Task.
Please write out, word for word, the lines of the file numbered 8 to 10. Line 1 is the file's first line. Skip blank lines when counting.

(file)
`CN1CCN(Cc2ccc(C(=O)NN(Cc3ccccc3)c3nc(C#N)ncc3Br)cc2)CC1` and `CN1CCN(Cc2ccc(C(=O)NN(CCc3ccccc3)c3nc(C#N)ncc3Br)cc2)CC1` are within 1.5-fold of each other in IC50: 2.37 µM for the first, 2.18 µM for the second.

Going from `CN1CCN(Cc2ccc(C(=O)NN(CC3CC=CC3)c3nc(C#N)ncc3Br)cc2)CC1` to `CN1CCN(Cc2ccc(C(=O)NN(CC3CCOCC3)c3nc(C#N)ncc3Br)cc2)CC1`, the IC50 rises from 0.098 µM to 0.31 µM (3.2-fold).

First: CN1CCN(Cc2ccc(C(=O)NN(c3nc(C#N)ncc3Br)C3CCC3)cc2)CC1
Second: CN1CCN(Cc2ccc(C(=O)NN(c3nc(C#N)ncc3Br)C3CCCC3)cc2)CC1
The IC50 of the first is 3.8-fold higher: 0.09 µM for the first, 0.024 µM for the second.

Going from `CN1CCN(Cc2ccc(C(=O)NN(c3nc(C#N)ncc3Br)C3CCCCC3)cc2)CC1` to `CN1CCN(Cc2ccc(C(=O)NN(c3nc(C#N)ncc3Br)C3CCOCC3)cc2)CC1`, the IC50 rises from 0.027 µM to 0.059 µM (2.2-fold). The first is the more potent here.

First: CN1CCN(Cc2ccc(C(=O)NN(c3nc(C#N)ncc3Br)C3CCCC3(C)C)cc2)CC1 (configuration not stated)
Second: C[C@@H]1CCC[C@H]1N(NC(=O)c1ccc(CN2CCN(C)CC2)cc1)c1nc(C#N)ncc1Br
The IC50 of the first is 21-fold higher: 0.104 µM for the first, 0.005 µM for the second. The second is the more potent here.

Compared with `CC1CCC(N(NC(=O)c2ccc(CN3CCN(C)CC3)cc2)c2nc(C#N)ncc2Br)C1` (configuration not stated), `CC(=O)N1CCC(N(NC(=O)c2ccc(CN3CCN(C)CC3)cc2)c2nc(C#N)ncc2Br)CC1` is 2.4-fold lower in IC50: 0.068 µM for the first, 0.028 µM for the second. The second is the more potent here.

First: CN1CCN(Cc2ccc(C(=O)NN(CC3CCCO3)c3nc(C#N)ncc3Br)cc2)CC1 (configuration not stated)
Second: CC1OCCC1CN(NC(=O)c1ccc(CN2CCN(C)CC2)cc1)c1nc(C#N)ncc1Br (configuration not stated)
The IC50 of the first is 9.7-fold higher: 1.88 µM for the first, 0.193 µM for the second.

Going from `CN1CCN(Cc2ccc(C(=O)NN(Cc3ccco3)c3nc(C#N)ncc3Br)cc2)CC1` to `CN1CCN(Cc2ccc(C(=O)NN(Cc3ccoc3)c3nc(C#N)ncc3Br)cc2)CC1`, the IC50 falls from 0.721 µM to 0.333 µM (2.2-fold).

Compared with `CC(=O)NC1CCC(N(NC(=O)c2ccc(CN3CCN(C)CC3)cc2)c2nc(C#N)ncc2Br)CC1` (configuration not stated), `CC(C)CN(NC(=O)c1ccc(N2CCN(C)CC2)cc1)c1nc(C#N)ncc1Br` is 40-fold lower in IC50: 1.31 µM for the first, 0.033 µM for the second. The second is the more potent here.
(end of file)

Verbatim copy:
Second: C[C@@H]1CCC[C@H]1N(NC(=O)c1ccc(CN2CCN(C)CC2)cc1)c1nc(C#N)ncc1Br
The IC50 of the first is 21-fold higher: 0.104 µM for the first, 0.005 µM for the second. The second is the more potent here.

Compared with `CC1CCC(N(NC(=O)c2ccc(CN3CCN(C)CC3)cc2)c2nc(C#N)ncc2Br)C1` (configuration not stated), `CC(=O)N1CCC(N(NC(=O)c2ccc(CN3CCN(C)CC3)cc2)c2nc(C#N)ncc2Br)CC1` is 2.4-fold lower in IC50: 0.068 µM for the first, 0.028 µM for the second. The second is the more potent here.